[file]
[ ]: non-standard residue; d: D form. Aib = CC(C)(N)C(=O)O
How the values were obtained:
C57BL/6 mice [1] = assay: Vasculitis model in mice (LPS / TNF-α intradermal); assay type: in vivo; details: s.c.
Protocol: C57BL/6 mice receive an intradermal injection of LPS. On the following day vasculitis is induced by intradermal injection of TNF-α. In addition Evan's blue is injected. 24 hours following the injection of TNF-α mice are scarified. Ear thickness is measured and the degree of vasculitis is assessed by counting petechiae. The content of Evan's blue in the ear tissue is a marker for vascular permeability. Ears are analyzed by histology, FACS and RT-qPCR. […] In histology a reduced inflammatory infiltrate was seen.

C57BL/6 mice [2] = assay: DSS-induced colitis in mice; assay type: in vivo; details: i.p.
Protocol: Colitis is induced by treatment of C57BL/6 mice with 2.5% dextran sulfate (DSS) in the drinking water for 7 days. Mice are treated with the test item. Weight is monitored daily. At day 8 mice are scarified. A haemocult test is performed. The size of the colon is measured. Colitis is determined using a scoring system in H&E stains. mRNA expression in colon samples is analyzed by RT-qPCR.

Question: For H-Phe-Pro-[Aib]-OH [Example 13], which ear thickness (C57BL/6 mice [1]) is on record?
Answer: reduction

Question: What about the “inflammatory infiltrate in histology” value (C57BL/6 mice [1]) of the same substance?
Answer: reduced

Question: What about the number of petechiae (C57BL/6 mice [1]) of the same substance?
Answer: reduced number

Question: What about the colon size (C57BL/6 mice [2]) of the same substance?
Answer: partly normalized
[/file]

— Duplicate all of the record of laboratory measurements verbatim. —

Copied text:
[ ]: non-standard residue; d: D form. Aib = CC(C)(N)C(=O)O
How the values were obtained:
C57BL/6 mice [1] = assay: Vasculitis model in mice (LPS / TNF-α intradermal); assay type: in vivo; details: s.c.
Protocol: C57BL/6 mice receive an intradermal injection of LPS. On the following day vasculitis is induced by intradermal injection of TNF-α. In addition Evan's blue is injected. 24 hours following the injection of TNF-α mice are scarified. Ear thickness is measured and the degree of vasculitis is assessed by counting petechiae. The content of Evan's blue in the ear tissue is a marker for vascular permeability. Ears are analyzed by histology, FACS and RT-qPCR. […] In histology a reduced inflammatory infiltrate was seen.

C57BL/6 mice [2] = assay: DSS-induced colitis in mice; assay type: in vivo; details: i.p.
Protocol: Colitis is induced by treatment of C57BL/6 mice with 2.5% dextran sulfate (DSS) in the drinking water for 7 days. Mice are treated with the test item. Weight is monitored daily. At day 8 mice are scarified. A haemocult test is performed. The size of the colon is measured. Colitis is determined using a scoring system in H&E stains. mRNA expression in colon samples is analyzed by RT-qPCR.

Question: For H-Phe-Pro-[Aib]-OH [Example 13], which ear thickness (C57BL/6 mice [1]) is on record?
Answer: reduction

Question: What about the “inflammatory infiltrate in histology” value (C57BL/6 mice [1]) of the same substance?
Answer: reduced

Question: What about the number of petechiae (C57BL/6 mice [1]) of the same substance?
Answer: reduced number

Question: What about the colon size (C57BL/6 mice [2]) of the same substance?
Answer: partly normalized